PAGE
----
Skutki „pomarańczowej rewolucji” na Ukrainie i ich znaczenie w wyborach prezydenckich 2010 roku

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Wiktor Razmus
Marina Drako
Natalia Martyniuk


The events that took place in Ukraine in November and December 2004 entered history as the ‘Orange Revolution.’ The accuracy of the notion of ‘revolution’ in this case raises certain doubts, though. The absence of fundamental alterations in the social and political system of the state does not allow us to describe these events as revolutionary. The emergence of national conscience, political will and the qualitative change of the entire society’s legal culture, all of which have obviously taken place there, are considered to be another step in Ukrainian evolution towards democracy. Referring to the ‘figure – ground’ principle of the Gestalt theory it can be claimed that in 2004 the need for freedom of speech promoted democracy as ‘the figure’ against‘the ground’ of economic needs that were fulfilled at a sufficient, albeit not the highest level. Having achieved its objective the society began to feel a deficiency of basic needs. When the ‘orange’ authorities failed to meet its expectations, the society lost confidence in them, and in the presidential elections of 2010 gave the ‘white-and-blues’ the chance to implement changes and build a competitive economy in the country.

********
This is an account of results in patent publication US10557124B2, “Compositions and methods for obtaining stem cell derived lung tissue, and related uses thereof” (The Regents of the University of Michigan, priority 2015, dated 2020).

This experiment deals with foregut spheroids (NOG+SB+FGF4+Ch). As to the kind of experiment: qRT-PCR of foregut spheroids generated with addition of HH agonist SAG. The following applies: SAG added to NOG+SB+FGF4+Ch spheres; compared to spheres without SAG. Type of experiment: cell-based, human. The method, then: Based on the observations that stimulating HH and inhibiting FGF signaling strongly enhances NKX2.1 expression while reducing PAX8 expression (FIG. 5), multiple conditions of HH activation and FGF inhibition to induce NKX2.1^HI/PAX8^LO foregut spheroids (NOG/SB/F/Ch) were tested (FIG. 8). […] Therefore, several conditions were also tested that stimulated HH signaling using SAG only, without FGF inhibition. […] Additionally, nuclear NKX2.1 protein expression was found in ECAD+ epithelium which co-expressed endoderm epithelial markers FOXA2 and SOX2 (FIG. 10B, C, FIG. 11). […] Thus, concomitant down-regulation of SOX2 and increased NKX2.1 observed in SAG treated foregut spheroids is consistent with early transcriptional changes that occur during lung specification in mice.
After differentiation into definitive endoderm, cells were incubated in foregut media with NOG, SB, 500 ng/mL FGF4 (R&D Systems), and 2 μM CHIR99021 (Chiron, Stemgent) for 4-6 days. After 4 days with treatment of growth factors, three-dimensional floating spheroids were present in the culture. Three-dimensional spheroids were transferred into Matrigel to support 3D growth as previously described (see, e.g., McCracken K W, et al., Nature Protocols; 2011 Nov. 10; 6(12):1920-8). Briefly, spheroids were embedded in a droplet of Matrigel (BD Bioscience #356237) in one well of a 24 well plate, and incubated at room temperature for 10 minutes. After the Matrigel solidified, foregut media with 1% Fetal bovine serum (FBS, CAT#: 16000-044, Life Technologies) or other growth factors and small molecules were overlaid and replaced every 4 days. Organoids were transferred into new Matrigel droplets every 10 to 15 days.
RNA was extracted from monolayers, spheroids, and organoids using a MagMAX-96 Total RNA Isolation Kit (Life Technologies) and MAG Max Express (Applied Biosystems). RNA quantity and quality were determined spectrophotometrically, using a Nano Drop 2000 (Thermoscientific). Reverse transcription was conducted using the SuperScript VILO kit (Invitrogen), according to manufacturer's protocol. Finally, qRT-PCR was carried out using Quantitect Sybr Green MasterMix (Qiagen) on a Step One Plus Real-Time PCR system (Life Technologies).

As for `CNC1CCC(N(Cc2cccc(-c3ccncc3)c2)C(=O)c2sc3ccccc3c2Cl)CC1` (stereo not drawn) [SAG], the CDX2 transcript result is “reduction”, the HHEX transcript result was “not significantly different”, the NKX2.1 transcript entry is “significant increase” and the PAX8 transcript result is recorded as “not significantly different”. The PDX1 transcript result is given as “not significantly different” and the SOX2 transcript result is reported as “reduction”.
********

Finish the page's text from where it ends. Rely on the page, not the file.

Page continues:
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Razmus, W., Drako, M., & Martyniuk, N. (2010). Skutki „pomarańczowej rewolucji” na Ukrainie i ich znaczenie w wyborach prezydenckich 2010 roku. Środkowoeuropejskie Studia Polityczne, (3), 161-182.